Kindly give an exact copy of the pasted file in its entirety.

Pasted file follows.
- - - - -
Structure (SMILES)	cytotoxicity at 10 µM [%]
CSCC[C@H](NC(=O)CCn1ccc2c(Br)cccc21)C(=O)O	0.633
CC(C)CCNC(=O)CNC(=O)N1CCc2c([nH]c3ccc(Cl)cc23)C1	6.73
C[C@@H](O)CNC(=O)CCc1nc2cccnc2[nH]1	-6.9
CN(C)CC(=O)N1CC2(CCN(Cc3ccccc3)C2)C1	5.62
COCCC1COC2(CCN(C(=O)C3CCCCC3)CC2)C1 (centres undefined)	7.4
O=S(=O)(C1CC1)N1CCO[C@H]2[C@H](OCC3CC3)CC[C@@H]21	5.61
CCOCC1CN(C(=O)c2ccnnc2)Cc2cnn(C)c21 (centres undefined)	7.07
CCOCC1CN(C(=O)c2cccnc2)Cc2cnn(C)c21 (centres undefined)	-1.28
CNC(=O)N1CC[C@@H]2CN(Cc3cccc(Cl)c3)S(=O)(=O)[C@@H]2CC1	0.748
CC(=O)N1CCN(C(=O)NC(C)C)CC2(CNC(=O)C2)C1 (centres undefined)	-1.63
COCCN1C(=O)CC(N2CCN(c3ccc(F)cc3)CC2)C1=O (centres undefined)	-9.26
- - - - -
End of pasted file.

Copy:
Structure (SMILES)	cytotoxicity at 10 µM [%]
CSCC[C@H](NC(=O)CCn1ccc2c(Br)cccc21)C(=O)O	0.633
CC(C)CCNC(=O)CNC(=O)N1CCc2c([nH]c3ccc(Cl)cc23)C1	6.73
C[C@@H](O)CNC(=O)CCc1nc2cccnc2[nH]1	-6.9
CN(C)CC(=O)N1CC2(CCN(Cc3ccccc3)C2)C1	5.62
COCCC1COC2(CCN(C(=O)C3CCCCC3)CC2)C1 (centres undefined)	7.4
O=S(=O)(C1CC1)N1CCO[C@H]2[C@H](OCC3CC3)CC[C@@H]21	5.61
CCOCC1CN(C(=O)c2ccnnc2)Cc2cnn(C)c21 (centres undefined)	7.07
CCOCC1CN(C(=O)c2cccnc2)Cc2cnn(C)c21 (centres undefined)	-1.28
CNC(=O)N1CC[C@@H]2CN(Cc3cccc(Cl)c3)S(=O)(=O)[C@@H]2CC1	0.748
CC(=O)N1CCN(C(=O)NC(C)C)CC2(CNC(=O)C2)C1 (centres undefined)	-1.63
COCCN1C(=O)CC(N2CCN(c3ccc(F)cc3)CC2)C1=O (centres undefined)	-9.26